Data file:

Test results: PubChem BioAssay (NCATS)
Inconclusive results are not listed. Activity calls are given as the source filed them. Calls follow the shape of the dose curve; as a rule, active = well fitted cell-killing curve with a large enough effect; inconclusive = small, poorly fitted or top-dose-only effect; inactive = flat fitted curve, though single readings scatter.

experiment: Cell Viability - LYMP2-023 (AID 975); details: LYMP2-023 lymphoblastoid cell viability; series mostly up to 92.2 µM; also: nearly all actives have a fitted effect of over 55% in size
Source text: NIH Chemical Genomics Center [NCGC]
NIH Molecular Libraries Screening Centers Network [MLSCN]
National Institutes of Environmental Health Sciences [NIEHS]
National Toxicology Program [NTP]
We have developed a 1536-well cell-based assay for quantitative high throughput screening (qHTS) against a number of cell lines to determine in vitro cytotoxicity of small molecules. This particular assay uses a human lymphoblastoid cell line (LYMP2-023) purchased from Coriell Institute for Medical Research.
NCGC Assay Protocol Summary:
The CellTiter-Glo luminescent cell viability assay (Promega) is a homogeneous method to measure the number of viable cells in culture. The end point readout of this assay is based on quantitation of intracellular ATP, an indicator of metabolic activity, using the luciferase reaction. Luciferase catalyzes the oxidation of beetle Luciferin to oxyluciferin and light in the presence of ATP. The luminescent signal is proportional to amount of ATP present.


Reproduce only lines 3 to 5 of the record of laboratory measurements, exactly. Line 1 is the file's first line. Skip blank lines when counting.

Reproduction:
experiment: Cell Viability - LYMP2-023 (AID 975); details: LYMP2-023 lymphoblastoid cell viability; series mostly up to 92.2 µM; also: nearly all actives have a fitted effect of over 55% in size
Source text: NIH Chemical Genomics Center [NCGC]
NIH Molecular Libraries Screening Centers Network [MLSCN]